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The New England First Amendment Coalition and several other Rhode Island open government advocates submitted an amicus brief today arguing for the release of grand jury records in the 38 Studios proceedings.
“There is an overwhelming public interest in disclosure of the 38 Studios grand jury records,” the groups argued. “It is an exceptional case involving failures at every level of state government.”
Attorneys for the American Civil Liberties Union, Jared A. Goldstein and Andrew Horwitz, submitted the brief on behalf of NEFAC, the ACLU of Rhode Island, Common Cause RI and the Rhode Island Press Association.
The brief is in support of R.I. Gov. Gina Raimondo’s appeal for the release of the grand jury records in the 38 Studios proceedings. According to the brief:
“[T]he need for continued grand jury secrecy is significantly diminished . . . 38 Studios has left a cloud hanging over Rhode Island government. Although 38 Studios has had profound effects on the state, no public accounting has occurred. No official report detailing what happened and what went wrong has been issued. In short, 38 Studios is a matter of intense public interest. The public has a right to know how Rhode Island officials made the crucial decisions to spend $75 million of the public’s money on 38 Studios. Rhode Islanders are also entitled to know whether the state conducted a thorough investigation into 38 Studios.”
The 38 Studios case began in 2010 when retired Red Sox pitcher Curt Schilling asked for and received a $75 million loan guarantee in Rhode Island state bonds to develop and produce a single player action video game at a headquarters in Providence.
Work had just begun on the video game when 38 Studios made a loan payment to the state of $1.25 million in the form of a check that bounced. The new company eventually declared bankruptcy leaving the state’s taxpayers to repay the $75 million loan.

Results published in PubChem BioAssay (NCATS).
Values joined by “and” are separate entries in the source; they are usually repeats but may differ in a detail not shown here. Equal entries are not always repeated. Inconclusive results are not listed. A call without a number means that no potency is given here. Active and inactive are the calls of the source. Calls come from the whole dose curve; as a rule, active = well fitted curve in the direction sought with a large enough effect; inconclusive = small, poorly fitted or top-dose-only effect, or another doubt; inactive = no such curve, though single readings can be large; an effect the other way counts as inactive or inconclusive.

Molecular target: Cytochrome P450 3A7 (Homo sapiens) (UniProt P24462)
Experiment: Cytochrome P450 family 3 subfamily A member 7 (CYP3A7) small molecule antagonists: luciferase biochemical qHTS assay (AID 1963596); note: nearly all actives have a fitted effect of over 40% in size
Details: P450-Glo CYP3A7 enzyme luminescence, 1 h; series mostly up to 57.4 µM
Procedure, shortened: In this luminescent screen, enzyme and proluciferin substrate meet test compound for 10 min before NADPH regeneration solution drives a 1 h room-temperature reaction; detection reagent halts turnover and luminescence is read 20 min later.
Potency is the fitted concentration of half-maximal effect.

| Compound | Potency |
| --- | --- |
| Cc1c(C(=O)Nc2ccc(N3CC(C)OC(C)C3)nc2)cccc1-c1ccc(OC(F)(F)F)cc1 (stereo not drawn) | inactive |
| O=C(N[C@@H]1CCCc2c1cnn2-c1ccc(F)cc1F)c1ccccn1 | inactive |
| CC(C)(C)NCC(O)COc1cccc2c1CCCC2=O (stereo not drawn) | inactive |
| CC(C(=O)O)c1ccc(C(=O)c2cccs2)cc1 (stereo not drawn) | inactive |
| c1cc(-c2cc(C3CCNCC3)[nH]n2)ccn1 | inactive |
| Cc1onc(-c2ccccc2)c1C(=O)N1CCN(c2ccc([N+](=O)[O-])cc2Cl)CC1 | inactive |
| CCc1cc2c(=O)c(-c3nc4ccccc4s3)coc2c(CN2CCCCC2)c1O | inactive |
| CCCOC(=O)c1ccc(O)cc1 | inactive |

News media and open government advocates have since struggled to gain access to details of the deliberations to bring Schilling’s company to Rhode Island and the bankruptcy that resulted. In August 2016, NEFAC and other advocates wrote to state officials emphasizing the “extraordinarily strong public interest” in the 38 Studios scandal. In April 2017, the coalition called for the release of grand jury records and in May 2017 decried continued secrecy in the case.
Statements from Participants in the Amicus Brief:
Jared Goldstein | ACLU of RI Volunteer Attorney: “This case is about the fundamental right of the people to know about the operations of their government. Although grand jury records are ordinarily kept secret, the principle of grand jury secrecy is not absolute. It must give way under exceptional circumstances when the public interest in transparency is overwhelming. 38 Studios is just such an exceptional circumstance.”
Linda Levin | Secretary of the Rhode Island Press Association: “The Rhode Island Press Association believes that the public deserves to be told what decisions public officials made relating to this case and what happened to the public funds. While members of the Press Association understand the importance of grand jury secrecy, we think it necessary to disclose the details of this case because of its profound implications on the financial resources of the state and its citizens.”
Steven Brown | Executive Director of the ACLU of Rhode Island: “Clearly something went very wrong in the 38 Studios fiasco. The grand jury records might not answer all the questions that remain in this saga, but having access to them may restore some of the public’s confidence in the workings of our state government.”
John Marion | Executive Director of Common Cause Rhode Island: “Rhode Islanders may never know everything about how the 38 Studios debacle occurred, but they deserve as full an accounting as possible. Included in that is knowing how much effort was put into getting to the bottom of what happened.”
Justin Silverman | Executive Director of NEFAC: “Six years and millions of dollars later, we still don’t know everything about 38 Studios. Rhode Island residents deserve a full accounting of what happened and why. That’s the only way we can make sure a similar debacle doesn’t happen again.”
NEFAC was formed in 2006 to advance and protect the Five Freedoms of the First Amendment, including the principle of the public’s right to know. We’re a broad-based organization of people who believe in the power of an informed democratic society. Our members include lawyers, journalists, historians, academics and private citizens.
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Major Supporters of NEFAC include the Barr Foundation, The Providence Journal Charitable Legacy Fund, The Robertson Foundation, The Boston Globe, WBUR and Boston University.